A Racial Cleansing in America from “Scene on Radio”
In 1919, a white mob forced the entire black population of Corbin, Kentucky, to leave, at gunpoint. It was one of many racial expulsions in the United States. Host of Scene on Radio John Biewen, investigates.
100 years ago this year, a white mob forced the entire black population of Corbin, Kentucky, to leave the town at gunpoint. It was one of many racial expulsions in the United States, but if you were looking for an account of the incident, you would search the official histories of Corbin in vain.
Our friends at Scene On Radio investigated the story of what happened in Corbin and how it has all but disappeared from the public record. Until now. We join host John Biewen as he speaks to the Mayor of Corbin, Willard McBurney, a retired postal service manager.
Willard M.: People in my peer group, they said they had heard from their grandfathers or from their dads, and it was really just passed on down from generations, and that’s really the gist of my knowledge of this.
John Biewen: And what was it?
Willard M.: I heard that there was a group one night that forced a bunch of the blacks out of Corbin, but then I’ve heard that a lot of that, it wasn’t to that severity. That they were employed by the railroad company, and they did move some out, but then they brought them back in two weeks later to finish the job, and I think …
John Biewen: That is the railroad brought in another crew of black workers. In this version of the story, that’s proof that the expulsion was not about race. In fact, in affidavits collected for the state’s criminal investigation several months later, white eyewitnesses backed up the story told by the African-American men. They said the armed mob announced its intention to rid Corbin of black people, and that black baggage workers who tried to return a few days later were threatened and left again.
Speaker 10: I know that some of the Negroes who were compelled to leave Corbin were property owners, and had always been considered peaceful and law abiding.
Speaker 11: I do not consider that it would be safe for any of the Negroes to return to Corbin, Kentucky, at the present time.
John Biewen: As a result of the investigation in 1919, a man named [Steve Rogers 00:14:30], who had worked for the railroad, was convicted of leading the mob and spent two years in the Kentucky state penitentiary.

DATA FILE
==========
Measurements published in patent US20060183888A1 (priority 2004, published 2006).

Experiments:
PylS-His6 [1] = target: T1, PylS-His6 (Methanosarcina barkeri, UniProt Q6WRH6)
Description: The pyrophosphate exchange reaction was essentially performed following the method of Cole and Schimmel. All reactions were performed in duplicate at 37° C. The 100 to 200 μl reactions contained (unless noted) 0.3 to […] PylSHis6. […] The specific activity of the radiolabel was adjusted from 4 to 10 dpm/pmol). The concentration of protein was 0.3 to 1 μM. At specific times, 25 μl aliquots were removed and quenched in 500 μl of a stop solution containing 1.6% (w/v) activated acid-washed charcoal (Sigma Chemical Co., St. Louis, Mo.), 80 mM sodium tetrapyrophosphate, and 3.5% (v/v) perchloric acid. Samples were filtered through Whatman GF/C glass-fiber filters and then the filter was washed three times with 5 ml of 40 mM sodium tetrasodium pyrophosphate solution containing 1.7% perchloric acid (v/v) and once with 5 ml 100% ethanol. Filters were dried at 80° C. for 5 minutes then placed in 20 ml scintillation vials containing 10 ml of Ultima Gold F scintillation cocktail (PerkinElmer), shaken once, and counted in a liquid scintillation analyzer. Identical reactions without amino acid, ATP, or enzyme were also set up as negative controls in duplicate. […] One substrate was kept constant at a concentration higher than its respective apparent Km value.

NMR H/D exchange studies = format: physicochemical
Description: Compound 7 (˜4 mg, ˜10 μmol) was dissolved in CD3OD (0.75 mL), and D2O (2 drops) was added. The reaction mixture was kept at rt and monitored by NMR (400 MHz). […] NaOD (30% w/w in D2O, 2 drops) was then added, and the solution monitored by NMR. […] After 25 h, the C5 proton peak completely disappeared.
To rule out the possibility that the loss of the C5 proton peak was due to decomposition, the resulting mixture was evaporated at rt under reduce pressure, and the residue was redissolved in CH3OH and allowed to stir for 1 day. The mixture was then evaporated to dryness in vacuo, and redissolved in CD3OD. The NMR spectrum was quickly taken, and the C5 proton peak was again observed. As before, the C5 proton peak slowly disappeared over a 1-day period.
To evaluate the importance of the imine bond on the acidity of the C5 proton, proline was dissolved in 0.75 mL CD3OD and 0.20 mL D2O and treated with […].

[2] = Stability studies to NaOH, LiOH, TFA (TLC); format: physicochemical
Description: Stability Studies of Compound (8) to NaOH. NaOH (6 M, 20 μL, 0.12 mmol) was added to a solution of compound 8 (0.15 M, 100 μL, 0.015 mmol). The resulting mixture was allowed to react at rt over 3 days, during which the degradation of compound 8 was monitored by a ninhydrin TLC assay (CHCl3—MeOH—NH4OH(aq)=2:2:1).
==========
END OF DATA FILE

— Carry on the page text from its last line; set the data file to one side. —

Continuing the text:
A lot of people in Corbin say there’s no point in dwelling on something that happened so long ago. That’s how Mayor McBurney feels. But at the same time, he admits the expulsion haunts his town and its image.
Willard M.: I had to go to a marketing meeting in Cincinnati.
John Biewen: McBurney remembers an incident in the late 1980s when he was working for the postal service.
Willard M.: There was probably over 100 of us in this meeting from various places …
John Biewen: The main speaker at the meeting was an African-American who’d flown in from Chicago.
Willard M.: And he was going through how our plans would do this, and that, and if any of us had any problems, he said, “Hey, I’ll personally come down and work with you on that, but,” he says, and he pointed his finger at me, he said, “I won’t come to Carbon.” That’s what he called Corbin. He said, “I will not come to Carbon.” And that really made me feel small, to feel singled out with a group of people. I knew that he had heard of the stigma that has followed Corbin, and I mean, there was someone from Chicago …
John Biewen: For decades after the race riot, Corbin was known as a white man’s town with a visible Klan presence. A town that would tolerate only a token handful of black people.
The criminal investigation did find that several whites stood up to the mob. A few protected black people in their homes or businesses, and as you heard, the local newspaper condemned the expulsion at the time. Journalist Elliot Jaspin says most people in Corbin and the other towns where racial expulsions took place don’t know this part of their history either.
Elliott Jaspin: When you have the fable, the heroic acts of the people in the community are lost. They lose their heroes.
John Biewen: Writer Silas House thinks white people in a place like Corbin are especially reluctant to talk about their town’s troubled past because of worries about eastern Kentucky stereotypes.
Silas House: Well, people think we’re all illiterate, ignorant hillbillies who are also racist and misogynistic and homophobic …
John Biewen: But the decades of silence from Corbin’s leaders may have backfired. Silas says by failing to publicly own up to the 1919 expulsion, Corbin has missed the chance to move past it.
Silas House: It was certainly talked about when I was a child, and when I was a teenager, and people still talk about it. They probably don’t talk about it to outsiders, but I think it’s important to talk about for several reasons. Number one, just to shed light on something that awful happening. Number two, it’s important to know about the place you’re from. Storytelling is important, and number three, it’s important to talk about because I don’t think that we live in that kind of place anymore, and to maybe shed some light on how different it is today.
Tim Thompson: (singing)
John Biewen: On the edge of Corbin, a congregation more than a century old meets in a sprawling, much newer building. Senior Pastor Tim Thompson of the First United Methodist Church says in August 2005, he was sitting in his office with some of his staff.
Tim Thompson: We were watching the news. Man, this thing is just wiped out New Orleans, and Biloxi, and all that coastline down there.
John Biewen: Thompson and his staff decided to turn their church into emergency housing for people who’d lost their homes to Hurricane Katrina.
Tim Thompson: I went up before the whole church on Sunday morning and said, “Here’s what we want to do.” We raised the issue. “We’re certain some of the folks that are going to come and live with us are going to be black. We’re certain of that,” and we just said, “Whatever. Whoever comes, we don’t care. It doesn’t matter. We’ll deal with it. It’ll be fine,” and so the congregation said, “Okay.”